On January 15, 2009, Blake sentenced Connolly to 40 years in prison, saying that Connolly "crossed over to the dark side." The judge agreed with the defense's argument involving the statute of limitations, but noted that their motion was past the deadline for such motions.[13] He accepted prosecutors' argument that Connolly abused his badge and deserved more than the 30-year minimum. The 40-year state sentence will run consecutively with the 10-year federal sentence, all but assuring that Connolly will die in prison.[4]

He was in FCI Butner Low facility at the Federal Correctional Complex, Butner in North Carolina.[2] He was released from federal custody on June 28, 2011,[2] and was transferred to a Florida state prison to serve his 40-year state sentence.

Connolly insists he had nothing to do with the Callahan murder. With Bulger's capture on June 24, 2011; Connolly's attorney said his client would appeal if Bulger corroborates Connolly's claim of innocence.[14]

On May 28, 2014, Connolly's murder conviction was overturned by the Florida’s Third District Court of Appeal by a vote of 2-1.[15]

See also[edit]

References[edit]

  1. ^ Tamara Lush (2007-02-08). "The G-man and the Snitch". Miami New Times. p. 1. Retrieved 2013-08-14.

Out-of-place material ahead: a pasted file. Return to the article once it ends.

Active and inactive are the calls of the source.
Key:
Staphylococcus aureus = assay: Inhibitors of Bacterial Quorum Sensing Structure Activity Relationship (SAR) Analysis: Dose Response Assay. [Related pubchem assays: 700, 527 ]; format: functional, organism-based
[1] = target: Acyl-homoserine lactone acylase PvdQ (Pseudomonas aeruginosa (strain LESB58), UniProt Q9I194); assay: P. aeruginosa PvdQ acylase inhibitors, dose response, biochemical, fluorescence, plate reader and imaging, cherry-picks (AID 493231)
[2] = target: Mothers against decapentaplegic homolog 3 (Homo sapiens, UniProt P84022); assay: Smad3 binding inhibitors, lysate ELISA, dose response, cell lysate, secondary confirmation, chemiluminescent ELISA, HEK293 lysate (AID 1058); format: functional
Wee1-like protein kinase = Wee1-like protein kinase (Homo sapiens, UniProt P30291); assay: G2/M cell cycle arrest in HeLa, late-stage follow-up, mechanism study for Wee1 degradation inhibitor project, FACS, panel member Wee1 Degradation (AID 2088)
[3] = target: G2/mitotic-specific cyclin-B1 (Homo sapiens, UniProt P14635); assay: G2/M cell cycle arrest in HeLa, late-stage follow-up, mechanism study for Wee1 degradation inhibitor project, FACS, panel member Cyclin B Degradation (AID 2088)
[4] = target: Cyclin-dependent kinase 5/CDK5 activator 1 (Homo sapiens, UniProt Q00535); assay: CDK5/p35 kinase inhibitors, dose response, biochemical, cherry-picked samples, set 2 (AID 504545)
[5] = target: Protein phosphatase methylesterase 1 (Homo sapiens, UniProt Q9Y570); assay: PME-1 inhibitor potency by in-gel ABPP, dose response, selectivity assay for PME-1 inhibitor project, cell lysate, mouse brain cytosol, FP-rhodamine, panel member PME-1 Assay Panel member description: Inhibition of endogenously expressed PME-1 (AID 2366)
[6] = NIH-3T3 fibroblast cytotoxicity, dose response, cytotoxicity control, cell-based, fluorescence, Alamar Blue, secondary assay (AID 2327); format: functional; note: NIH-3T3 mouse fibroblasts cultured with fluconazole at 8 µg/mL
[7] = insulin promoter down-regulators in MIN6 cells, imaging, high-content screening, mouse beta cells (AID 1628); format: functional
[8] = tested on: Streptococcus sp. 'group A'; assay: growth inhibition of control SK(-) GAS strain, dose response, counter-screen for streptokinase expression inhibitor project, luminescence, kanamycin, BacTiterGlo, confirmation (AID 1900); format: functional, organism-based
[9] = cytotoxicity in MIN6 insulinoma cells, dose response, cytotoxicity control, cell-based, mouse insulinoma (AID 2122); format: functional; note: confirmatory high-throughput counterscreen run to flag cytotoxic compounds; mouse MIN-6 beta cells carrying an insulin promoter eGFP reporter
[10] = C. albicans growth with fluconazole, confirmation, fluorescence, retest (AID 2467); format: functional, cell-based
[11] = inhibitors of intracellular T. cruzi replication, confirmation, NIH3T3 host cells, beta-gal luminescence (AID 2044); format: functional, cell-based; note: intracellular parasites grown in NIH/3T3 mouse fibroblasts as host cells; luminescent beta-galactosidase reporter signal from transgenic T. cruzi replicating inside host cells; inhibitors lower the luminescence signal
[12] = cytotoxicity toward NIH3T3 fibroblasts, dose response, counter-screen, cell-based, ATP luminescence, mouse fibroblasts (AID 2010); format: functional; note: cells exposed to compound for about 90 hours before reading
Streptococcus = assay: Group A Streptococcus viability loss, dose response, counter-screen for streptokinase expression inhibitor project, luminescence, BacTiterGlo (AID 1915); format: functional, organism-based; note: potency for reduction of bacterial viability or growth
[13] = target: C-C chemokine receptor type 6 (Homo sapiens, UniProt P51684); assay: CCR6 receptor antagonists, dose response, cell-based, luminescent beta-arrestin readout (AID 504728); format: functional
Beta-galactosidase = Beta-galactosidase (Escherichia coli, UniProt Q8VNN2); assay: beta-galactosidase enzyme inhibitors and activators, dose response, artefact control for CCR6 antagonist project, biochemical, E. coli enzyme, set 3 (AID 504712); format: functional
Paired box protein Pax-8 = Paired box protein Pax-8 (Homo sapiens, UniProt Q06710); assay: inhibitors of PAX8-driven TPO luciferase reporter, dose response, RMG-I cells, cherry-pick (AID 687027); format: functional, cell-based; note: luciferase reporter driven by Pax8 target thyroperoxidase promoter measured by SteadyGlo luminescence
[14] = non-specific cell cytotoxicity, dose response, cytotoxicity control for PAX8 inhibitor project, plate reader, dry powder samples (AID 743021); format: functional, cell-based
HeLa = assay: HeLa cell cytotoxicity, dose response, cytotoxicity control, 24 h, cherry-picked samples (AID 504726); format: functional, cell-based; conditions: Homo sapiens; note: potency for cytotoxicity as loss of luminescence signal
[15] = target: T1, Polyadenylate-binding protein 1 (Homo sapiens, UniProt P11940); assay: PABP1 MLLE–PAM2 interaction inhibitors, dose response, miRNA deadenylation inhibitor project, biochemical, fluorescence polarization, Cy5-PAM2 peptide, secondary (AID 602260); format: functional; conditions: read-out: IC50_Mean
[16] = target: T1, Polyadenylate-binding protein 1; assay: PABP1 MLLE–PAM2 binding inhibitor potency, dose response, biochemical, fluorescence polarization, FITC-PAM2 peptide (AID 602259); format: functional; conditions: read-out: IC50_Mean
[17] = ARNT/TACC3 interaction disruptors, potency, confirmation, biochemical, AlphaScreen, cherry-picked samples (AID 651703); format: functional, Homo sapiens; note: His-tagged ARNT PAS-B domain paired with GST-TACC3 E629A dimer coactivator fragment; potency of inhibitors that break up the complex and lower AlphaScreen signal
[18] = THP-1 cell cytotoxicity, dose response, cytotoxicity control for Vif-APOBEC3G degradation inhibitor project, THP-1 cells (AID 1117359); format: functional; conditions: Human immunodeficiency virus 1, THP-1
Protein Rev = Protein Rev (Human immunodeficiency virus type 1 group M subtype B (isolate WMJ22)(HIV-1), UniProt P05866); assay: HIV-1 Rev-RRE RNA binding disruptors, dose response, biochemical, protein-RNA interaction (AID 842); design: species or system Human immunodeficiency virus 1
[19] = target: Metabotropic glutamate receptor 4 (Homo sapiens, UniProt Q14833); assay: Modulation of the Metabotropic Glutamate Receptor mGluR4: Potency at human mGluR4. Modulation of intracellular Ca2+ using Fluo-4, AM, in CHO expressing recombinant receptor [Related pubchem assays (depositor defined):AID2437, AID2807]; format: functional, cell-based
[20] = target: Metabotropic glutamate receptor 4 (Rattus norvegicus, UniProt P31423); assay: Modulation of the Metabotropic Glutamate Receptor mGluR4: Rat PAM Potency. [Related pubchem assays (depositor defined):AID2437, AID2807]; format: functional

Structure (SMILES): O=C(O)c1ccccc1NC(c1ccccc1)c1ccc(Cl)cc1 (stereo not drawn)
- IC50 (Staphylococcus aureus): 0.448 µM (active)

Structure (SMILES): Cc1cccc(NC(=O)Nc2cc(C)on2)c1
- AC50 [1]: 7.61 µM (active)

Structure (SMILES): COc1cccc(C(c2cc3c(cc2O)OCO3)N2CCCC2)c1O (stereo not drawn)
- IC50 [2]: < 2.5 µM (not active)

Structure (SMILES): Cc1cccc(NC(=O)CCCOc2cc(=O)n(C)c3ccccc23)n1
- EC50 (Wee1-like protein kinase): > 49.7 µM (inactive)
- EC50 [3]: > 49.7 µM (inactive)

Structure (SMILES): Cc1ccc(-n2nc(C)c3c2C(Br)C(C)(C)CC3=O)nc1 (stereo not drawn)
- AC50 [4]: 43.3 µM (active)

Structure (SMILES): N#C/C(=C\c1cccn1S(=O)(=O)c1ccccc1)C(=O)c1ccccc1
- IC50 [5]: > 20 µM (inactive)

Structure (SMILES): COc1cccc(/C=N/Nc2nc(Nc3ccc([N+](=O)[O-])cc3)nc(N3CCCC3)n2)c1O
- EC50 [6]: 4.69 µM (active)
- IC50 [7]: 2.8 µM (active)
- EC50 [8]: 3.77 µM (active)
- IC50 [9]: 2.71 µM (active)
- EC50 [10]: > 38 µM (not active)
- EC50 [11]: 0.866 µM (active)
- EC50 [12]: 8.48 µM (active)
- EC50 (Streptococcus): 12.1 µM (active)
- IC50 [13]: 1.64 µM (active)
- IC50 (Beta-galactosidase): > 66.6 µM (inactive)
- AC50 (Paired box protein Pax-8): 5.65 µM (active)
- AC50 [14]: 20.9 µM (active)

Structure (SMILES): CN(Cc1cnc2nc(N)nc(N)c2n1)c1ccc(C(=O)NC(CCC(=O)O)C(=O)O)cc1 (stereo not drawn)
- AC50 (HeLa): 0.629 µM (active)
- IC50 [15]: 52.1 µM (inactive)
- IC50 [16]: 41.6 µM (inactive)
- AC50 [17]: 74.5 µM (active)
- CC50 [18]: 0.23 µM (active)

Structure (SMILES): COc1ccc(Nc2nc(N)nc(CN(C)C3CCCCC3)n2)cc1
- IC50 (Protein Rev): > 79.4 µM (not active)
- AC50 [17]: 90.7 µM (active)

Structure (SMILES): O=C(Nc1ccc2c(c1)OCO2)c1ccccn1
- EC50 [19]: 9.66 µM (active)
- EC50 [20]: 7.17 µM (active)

2. ^ a b c "Locate a Federal Inmate: John J Connolly". Federal Bureau of Prisons. Retrieved 2011-06-24. 
  3. ^ "Former Lynnfielder Connolly Ends Federal Sentence Next Week". Retrieved November 3, 2011. 
  4. ^ a b Phillips, Rich. Rogue FBI agent sentenced to 40 years in mob hit. CNN, 2009-01-15.
  5. ^ Dick Lehr, Gerard O'Neill “Black Mass: The True Story of an Unholy Alliance Between the FBI and the Irish Mob”. PublicAffairs, 2000, p. 151.
  6. ^ Shelley Murphy (2008-09-16). "Connolly portrayed as corrupt agent". Boston Globe. Retrieved 2008-11-07. 
  7. ^ "John B. Callahan". Boston Globe. 2008-09-17. Retrieved 2008-11-07. 
  8. ^ Shelley Murphy (2008-10-16). "'Whitey' Bulger's ex-girlfriend testifies at Connolly trial". Boston Globe. Retrieved 2008-11-07. 
  9. ^ Shelley Murphy (2008-10-16). "Sides make case to Connolly jurors". Boston Globe. Retrieved 2008-11-07. 
  10. ^ Shelley Murphy (2008-10-14). "Judge testifies Connolly helped decimate the Mafia". Boston Globe. Retrieved 2008-11-07. 
  11. ^ Shelley Murphy (2008-11-04). "Miami jury convicts Connolly". Boston Globe. Retrieved 2008-11-07. 
  12. ^ Shelley Murphy (2008-12-05). "Connolly forced to wait for sentence: Judge considers defense motion to dismiss case". Boston Globe. Retrieved 2008-12-05. 
  13. ^ Dateline NBC episode "Crossing the Line"
  14. ^ FBI helped Bulger avoid detection, ex-cop says. CBS News, 2011-06-24.
  15. ^ "Court vacates murder conviction of ex-FBI agent John Connolly, handler of Whitey Bulger - Metro". The Boston Globe. 2014-05-28. Retrieved 2014-05-28. 

External links[edit]